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John Kogel

Do these flue tiles need repair?

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This wood-burning fireplace was built in 1968.

There is a gap at the top where the last flue tile needed to be a little higher, so the mason just pulled it up a few inches. Should we be concerned with the gap there?

There is a gap at the bottom where the first flue tile does not appear to be well sealed. Are repairs needed at the lower end?

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The sweeps I know tell me that those gaps are very bad because they'll allow soot to build up in the interstitial spaces between the liner and the outer masonry. The soot could, of course, catch fire.

It's not much of a problem in my area because most of the chimneys lack liners anyway. . .

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This wood-burning fireplace was built in 1968.

There is a gap at the top where the last flue tile needed to be a little higher, so the mason just pulled it up a few inches. Should we be concerned with the gap there?

Yes.

There is a gap at the bottom where the first flue tile does not appear to be well sealed. Are repairs needed at the lower end?
I'd recommend it.

There's also some offsets at the flue tile joints. Some sweeps here insist that a chimney be relined or even rebuilt if there is more than 1/8'' offset. They also insist the same if there is more than a 1/16" gap in the mortar of any joints. I have to warn my clients about what some sweeps will say to sell a liner or chimney rebuild.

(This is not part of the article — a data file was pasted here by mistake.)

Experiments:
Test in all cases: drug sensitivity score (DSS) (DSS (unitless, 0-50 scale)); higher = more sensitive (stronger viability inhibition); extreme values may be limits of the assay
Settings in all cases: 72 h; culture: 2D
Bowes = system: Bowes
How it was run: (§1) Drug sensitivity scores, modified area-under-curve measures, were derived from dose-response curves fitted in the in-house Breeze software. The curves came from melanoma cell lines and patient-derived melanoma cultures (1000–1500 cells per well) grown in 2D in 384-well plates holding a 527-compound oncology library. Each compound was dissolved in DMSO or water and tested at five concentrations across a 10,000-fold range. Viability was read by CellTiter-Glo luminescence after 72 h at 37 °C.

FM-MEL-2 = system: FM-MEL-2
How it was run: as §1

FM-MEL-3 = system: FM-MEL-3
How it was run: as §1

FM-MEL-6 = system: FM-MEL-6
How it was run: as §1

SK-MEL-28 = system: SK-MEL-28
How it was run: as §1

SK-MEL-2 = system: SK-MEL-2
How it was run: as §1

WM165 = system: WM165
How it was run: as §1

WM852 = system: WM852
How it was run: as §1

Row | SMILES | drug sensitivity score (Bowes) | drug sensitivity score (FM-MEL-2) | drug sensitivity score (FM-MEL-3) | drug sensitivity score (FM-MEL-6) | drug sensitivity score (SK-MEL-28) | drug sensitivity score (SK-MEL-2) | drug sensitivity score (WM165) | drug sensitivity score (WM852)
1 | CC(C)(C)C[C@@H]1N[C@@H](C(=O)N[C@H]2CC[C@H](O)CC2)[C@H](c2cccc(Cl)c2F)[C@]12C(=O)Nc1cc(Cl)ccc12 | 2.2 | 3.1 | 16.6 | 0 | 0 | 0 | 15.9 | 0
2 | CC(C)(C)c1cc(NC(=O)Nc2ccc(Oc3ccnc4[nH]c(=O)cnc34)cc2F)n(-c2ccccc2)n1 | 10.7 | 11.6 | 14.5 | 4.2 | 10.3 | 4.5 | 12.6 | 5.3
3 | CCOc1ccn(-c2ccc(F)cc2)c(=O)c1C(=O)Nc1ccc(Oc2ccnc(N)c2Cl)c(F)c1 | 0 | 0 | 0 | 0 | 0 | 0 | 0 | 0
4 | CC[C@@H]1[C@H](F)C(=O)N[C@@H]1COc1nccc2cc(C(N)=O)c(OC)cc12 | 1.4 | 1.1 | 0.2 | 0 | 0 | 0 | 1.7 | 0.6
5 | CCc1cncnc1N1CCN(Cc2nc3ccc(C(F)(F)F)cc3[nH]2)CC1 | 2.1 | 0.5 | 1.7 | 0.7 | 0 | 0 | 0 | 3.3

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I have to warn my clients about what some sweeps will say to sell a liner or chimney rebuild.

Same here. If you read down through all of the NFPA's most current recommendations, it essentially condemns all chimneys.

It's open season for sweeps to recommend liners and rebuilds.

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when we bought our house in 1991 we had the 1920's chimney swept and the guy used this formula for figuring out how much "repair" we needed. Age of chimney x $10= your cost.

He used the same formula @ my brothers house a few weeks later.

Neither of us bit.

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OK, thanks all. There's no soot in this flue, but you can never tell how much use it's going to get from the new owners.

If the flue liner needs repair, I don't see a problem with adding a metal liner. It eliminates the uncertainty for a reasonable cost. In fact, I often tell people to have an airtight insert and a liner installed so that they can get some decent efficiency and close off that drafty hole in the wall.

Different house now. I had a 100 year old fireplace earlier this week that had no damper in it and just a spark screen parked in front of it. Brrrr.

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Nice patch. My clients were told $1600 was spent on the 3 chimneys.

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This flue with the moisture in it is venting a gas water heater in the same house. I called for a liner and a chimney cap.

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Here's the corbelled section in the attic, two bedrooms up there. Hard to believe they had these chimneys repaired and nobody saw a problem with this flue?

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